Rose Namajunas thinks she would have ‘crashed some cars’ had she won the title at as young a age as Jon Jones.


Rose Namajunas was in the first encounter with Carla Esparza, who was The Ultimate Fighter 20.. She was defeated by three of her opponents, and then Esparza finished her off in the final.

Now 29 Namajunas, in her second stint as champion, looks back on how far she has come. She isn’t certain she was prepared for the responsibility of UFC gold. She cites the youngest champion in modern UFC history as evidence of that.

“Had I won that fight, who knows where I would be,” she said Wednesday on The MMA Hour. “I was going to be youngest champion, like, younger than Jon Jones. Not definitely, but I can only imagine that with winning a fight like that at that point in my life, I probably would have crashed a few cars, or been doing all kinds of bad things. My life probably would have been way more out of control.

“Joanna [Jedrzejczyk] probably would have whipped my ass.”

At UFC 274, Namajunas makes a return to the Esparza matchup six decades after suffering a career blow on reality TV. She said it’s her opportunity to revenge a loss but that she isn’t driven solely by how much satisfaction she would receive by reverseing the result.

After all, Namajunas has the former champion to thank for the journey that’s reunited them.

“I wouldn’t go back and change anything for nothing,” Namajunas said. “That fight was the best thing that probably happened to me in my whole career. All of my losses have done wonders for me. But that one in particular, there was a lot of information that I downloaded.”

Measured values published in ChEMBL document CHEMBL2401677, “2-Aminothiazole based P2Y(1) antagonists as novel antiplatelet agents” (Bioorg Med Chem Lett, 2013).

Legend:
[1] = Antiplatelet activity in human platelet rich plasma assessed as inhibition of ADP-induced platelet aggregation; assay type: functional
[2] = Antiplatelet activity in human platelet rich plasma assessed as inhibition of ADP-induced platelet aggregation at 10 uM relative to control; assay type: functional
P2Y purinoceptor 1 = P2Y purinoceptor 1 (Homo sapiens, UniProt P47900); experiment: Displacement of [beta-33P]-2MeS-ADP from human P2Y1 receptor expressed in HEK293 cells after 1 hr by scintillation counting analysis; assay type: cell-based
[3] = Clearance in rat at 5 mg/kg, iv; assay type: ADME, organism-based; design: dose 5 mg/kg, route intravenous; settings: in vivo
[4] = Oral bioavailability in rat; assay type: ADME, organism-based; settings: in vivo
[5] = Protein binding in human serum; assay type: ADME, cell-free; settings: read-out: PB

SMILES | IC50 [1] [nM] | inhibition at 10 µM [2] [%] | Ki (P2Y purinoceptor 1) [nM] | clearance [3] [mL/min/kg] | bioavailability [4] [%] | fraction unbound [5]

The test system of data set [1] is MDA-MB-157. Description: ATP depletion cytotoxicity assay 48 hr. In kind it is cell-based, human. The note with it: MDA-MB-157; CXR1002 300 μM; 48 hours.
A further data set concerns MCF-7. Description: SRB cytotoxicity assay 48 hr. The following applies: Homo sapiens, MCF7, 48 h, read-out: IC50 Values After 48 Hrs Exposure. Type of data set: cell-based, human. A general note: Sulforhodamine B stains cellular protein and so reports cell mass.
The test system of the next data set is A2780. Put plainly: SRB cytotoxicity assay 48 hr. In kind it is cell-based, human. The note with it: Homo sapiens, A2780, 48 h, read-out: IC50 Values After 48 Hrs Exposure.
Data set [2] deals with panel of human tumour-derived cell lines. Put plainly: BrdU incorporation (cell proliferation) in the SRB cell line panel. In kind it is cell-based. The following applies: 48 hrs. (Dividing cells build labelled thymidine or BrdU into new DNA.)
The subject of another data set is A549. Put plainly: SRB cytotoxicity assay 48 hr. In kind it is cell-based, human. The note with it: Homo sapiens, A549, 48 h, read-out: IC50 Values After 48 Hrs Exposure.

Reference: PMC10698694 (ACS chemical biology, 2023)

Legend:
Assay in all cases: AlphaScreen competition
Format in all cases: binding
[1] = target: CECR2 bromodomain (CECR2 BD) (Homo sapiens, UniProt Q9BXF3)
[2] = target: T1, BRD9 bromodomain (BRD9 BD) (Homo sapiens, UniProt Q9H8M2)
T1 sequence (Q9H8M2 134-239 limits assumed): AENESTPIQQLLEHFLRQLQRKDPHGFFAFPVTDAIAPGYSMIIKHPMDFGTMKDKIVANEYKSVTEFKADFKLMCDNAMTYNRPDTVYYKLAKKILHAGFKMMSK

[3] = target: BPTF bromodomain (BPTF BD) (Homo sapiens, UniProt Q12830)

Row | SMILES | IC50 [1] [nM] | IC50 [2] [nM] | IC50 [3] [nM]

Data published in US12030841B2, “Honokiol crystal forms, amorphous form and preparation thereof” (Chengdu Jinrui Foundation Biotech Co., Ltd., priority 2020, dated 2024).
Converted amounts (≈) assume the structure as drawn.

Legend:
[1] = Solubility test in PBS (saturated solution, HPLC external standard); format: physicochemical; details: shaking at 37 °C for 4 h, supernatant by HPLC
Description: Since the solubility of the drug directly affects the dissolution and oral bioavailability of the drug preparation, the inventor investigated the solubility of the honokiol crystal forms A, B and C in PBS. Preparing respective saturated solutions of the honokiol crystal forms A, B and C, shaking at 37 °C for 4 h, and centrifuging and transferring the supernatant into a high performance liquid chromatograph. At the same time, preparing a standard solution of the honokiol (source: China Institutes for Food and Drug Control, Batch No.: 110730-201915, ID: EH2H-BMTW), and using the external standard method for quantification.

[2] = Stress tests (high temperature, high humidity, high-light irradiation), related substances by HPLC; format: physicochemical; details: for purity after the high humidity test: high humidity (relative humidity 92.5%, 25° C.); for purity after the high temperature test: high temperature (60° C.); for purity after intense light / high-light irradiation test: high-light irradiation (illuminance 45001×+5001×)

Early in her career, Namajunas said her personal and professional life was far less stable. Namajunas didn’t know how to prepare for big fights, strategize and keep her mind sharp.

The reality TV show documented

Namajunas’ traumatic childhood. She said that she was also “rebellious” as a child and didn’t take her life seriously. This manifested itself in the decisions she made in that period of her life.

“Without getting into too much detail, I’ve been a partier since I was really young,” Namajunas said. “I won’t do it .”

By the time she got serious about fighting, the champ said she drew a line about her bad habits. Eventually, she completely cut them out of her life.

“It just got really dangerous,” she said. I received a number of wake-ups. You get out of a situation and you go, ‘Wow, I could have died, or somebody else could have died,’ or really bad stuff. Not everybody’s fortunate enough to have that moment of clarity to be like, ‘OK, I need to stop messing around here, because not only is my life in danger, but other people’s as well.’

“Since I was 13 years old, I was drinking and doing all kinds of stuff, and I stopped, I want to say the last time I had a hard drink was my last amateur fight, and then I got super wasted and I woke up the next morning and there kind of, I was like, I was fighting. I was like, ‘Oh my gosh, I could have really gotten hurt. This .'”

behavior is unacceptable.

The loss to Esparza was another wake-up call that turned things around. She was only a teenager when she set out to become a world champion.

” I have many facets of my personality. But the fighter side of me, the ego, or whatever it is that makes you a fighter or whatever that means to them, keeps me in control.” She said. It’s a waste of time .”

if there’s nothing to lose.

Namajunas now is six years younger than Jones when he was champion. There have been many setbacks for her, with the most significant being her loss of the title. But they’ve been largely limited to the octagon.

” The difference in the first title reign is she believes that now, I am more solid and I feel more thankful for everything. “I feel more grounded in my life and am extremely grateful for all .”

Namajunas has a great history with second chances. She beat the woman who took her belt, Jessica Andrade, and defeated Jedrzejczyk and Zhang Weili in rematches. That is where maturity plays an important role. The champ learns her lessons.

“The reason I win those rematches, or at least a good contributing factor in it is, I turn the page and I know it’s a new fight,” she said. “I learn from my experience, but I continue to move forward, knowing that my opponent can do anything .”